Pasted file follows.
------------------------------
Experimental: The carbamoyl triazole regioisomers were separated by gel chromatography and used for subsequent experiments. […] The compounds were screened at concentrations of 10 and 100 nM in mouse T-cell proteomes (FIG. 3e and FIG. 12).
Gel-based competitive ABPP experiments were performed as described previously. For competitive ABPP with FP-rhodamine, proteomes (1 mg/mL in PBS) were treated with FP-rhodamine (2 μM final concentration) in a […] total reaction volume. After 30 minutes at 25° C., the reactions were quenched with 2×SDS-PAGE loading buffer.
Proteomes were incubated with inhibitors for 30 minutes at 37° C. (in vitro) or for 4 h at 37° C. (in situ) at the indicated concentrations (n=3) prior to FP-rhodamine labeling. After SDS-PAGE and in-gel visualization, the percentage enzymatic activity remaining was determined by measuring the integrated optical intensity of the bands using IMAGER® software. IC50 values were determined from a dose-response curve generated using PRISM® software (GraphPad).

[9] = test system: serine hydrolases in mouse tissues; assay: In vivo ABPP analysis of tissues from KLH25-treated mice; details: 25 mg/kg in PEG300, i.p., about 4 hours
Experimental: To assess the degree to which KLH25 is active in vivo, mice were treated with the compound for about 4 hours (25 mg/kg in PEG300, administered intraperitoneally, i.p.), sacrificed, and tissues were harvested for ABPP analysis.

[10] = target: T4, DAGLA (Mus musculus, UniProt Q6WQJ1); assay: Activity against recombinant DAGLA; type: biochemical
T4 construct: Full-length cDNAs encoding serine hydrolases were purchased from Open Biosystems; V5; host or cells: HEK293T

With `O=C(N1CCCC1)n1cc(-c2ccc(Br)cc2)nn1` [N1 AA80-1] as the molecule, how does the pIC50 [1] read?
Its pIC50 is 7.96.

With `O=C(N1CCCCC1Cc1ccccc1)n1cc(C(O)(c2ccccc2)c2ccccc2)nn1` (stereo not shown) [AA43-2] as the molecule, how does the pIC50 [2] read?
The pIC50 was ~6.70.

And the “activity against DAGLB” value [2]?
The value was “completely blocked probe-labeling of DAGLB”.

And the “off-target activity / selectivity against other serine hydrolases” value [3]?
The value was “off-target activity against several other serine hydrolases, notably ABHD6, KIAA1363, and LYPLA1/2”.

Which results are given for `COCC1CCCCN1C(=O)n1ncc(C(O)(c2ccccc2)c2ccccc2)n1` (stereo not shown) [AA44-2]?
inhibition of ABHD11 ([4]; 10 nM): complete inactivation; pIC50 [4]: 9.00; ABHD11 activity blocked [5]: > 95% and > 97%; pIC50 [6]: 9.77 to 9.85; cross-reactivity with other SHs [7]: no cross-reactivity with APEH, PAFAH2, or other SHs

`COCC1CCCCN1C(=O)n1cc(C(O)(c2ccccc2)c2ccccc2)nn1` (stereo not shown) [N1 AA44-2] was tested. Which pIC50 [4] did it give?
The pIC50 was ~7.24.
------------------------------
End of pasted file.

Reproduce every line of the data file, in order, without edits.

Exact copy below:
Experimental: The carbamoyl triazole regioisomers were separated by gel chromatography and used for subsequent experiments. […] The compounds were screened at concentrations of 10 and 100 nM in mouse T-cell proteomes (FIG. 3e and FIG. 12).
Gel-based competitive ABPP experiments were performed as described previously. For competitive ABPP with FP-rhodamine, proteomes (1 mg/mL in PBS) were treated with FP-rhodamine (2 μM final concentration) in a […] total reaction volume. After 30 minutes at 25° C., the reactions were quenched with 2×SDS-PAGE loading buffer.
Proteomes were incubated with inhibitors for 30 minutes at 37° C. (in vitro) or for 4 h at 37° C. (in situ) at the indicated concentrations (n=3) prior to FP-rhodamine labeling. After SDS-PAGE and in-gel visualization, the percentage enzymatic activity remaining was determined by measuring the integrated optical intensity of the bands using IMAGER® software. IC50 values were determined from a dose-response curve generated using PRISM® software (GraphPad).

[9] = test system: serine hydrolases in mouse tissues; assay: In vivo ABPP analysis of tissues from KLH25-treated mice; details: 25 mg/kg in PEG300, i.p., about 4 hours
Experimental: To assess the degree to which KLH25 is active in vivo, mice were treated with the compound for about 4 hours (25 mg/kg in PEG300, administered intraperitoneally, i.p.), sacrificed, and tissues were harvested for ABPP analysis.

[10] = target: T4, DAGLA (Mus musculus, UniProt Q6WQJ1); assay: Activity against recombinant DAGLA; type: biochemical
T4 construct: Full-length cDNAs encoding serine hydrolases were purchased from Open Biosystems; V5; host or cells: HEK293T

With `O=C(N1CCCC1)n1cc(-c2ccc(Br)cc2)nn1` [N1 AA80-1] as the molecule, how does the pIC50 [1] read?
Its pIC50 is 7.96.

With `O=C(N1CCCCC1Cc1ccccc1)n1cc(C(O)(c2ccccc2)c2ccccc2)nn1` (stereo not shown) [AA43-2] as the molecule, how does the pIC50 [2] read?
The pIC50 was ~6.70.

And the “activity against DAGLB” value [2]?
The value was “completely blocked probe-labeling of DAGLB”.

And the “off-target activity / selectivity against other serine hydrolases” value [3]?
The value was “off-target activity against several other serine hydrolases, notably ABHD6, KIAA1363, and LYPLA1/2”.

Which results are given for `COCC1CCCCN1C(=O)n1ncc(C(O)(c2ccccc2)c2ccccc2)n1` (stereo not shown) [AA44-2]?
inhibition of ABHD11 ([4]; 10 nM): complete inactivation; pIC50 [4]: 9.00; ABHD11 activity blocked [5]: > 95% and > 97%; pIC50 [6]: 9.77 to 9.85; cross-reactivity with other SHs [7]: no cross-reactivity with APEH, PAFAH2, or other SHs

`COCC1CCCCN1C(=O)n1cc(C(O)(c2ccccc2)c2ccccc2)nn1` (stereo not shown) [N1 AA44-2] was tested. Which pIC50 [4] did it give?
The pIC50 was ~7.24.